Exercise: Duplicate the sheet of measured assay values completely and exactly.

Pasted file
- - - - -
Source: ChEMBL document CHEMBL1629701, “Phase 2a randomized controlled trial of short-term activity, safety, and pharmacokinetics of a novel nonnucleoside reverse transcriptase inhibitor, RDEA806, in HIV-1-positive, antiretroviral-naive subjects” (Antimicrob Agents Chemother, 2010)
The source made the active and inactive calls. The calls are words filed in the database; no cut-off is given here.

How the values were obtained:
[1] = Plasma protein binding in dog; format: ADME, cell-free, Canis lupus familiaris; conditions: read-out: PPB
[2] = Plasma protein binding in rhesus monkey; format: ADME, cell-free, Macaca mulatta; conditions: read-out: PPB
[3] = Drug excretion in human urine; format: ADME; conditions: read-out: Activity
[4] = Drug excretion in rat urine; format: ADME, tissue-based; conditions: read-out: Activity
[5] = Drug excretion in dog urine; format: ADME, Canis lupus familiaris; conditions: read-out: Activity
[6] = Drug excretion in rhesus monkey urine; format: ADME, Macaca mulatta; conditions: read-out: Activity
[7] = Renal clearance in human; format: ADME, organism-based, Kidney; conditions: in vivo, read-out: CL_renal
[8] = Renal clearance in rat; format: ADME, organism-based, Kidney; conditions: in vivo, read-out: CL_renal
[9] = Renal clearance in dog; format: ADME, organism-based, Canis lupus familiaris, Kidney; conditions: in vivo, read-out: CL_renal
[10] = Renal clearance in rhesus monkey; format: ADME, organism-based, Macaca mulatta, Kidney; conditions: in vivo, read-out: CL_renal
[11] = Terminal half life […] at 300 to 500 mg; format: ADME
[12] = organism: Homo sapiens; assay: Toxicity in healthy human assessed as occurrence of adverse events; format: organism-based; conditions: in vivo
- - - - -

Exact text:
Source: ChEMBL document CHEMBL1629701, “Phase 2a randomized controlled trial of short-term activity, safety, and pharmacokinetics of a novel nonnucleoside reverse transcriptase inhibitor, RDEA806, in HIV-1-positive, antiretroviral-naive subjects” (Antimicrob Agents Chemother, 2010)
The source made the active and inactive calls. The calls are words filed in the database; no cut-off is given here.

How the values were obtained:
[1] = Plasma protein binding in dog; format: ADME, cell-free, Canis lupus familiaris; conditions: read-out: PPB
[2] = Plasma protein binding in rhesus monkey; format: ADME, cell-free, Macaca mulatta; conditions: read-out: PPB
[3] = Drug excretion in human urine; format: ADME; conditions: read-out: Activity
[4] = Drug excretion in rat urine; format: ADME, tissue-based; conditions: read-out: Activity
[5] = Drug excretion in dog urine; format: ADME, Canis lupus familiaris; conditions: read-out: Activity
[6] = Drug excretion in rhesus monkey urine; format: ADME, Macaca mulatta; conditions: read-out: Activity
[7] = Renal clearance in human; format: ADME, organism-based, Kidney; conditions: in vivo, read-out: CL_renal
[8] = Renal clearance in rat; format: ADME, organism-based, Kidney; conditions: in vivo, read-out: CL_renal
[9] = Renal clearance in dog; format: ADME, organism-based, Canis lupus familiaris, Kidney; conditions: in vivo, read-out: CL_renal
[10] = Renal clearance in rhesus monkey; format: ADME, organism-based, Macaca mulatta, Kidney; conditions: in vivo, read-out: CL_renal
[11] = Terminal half life […] at 300 to 500 mg; format: ADME
[12] = organism: Homo sapiens; assay: Toxicity in healthy human assessed as occurrence of adverse events; format: organism-based; conditions: in vivo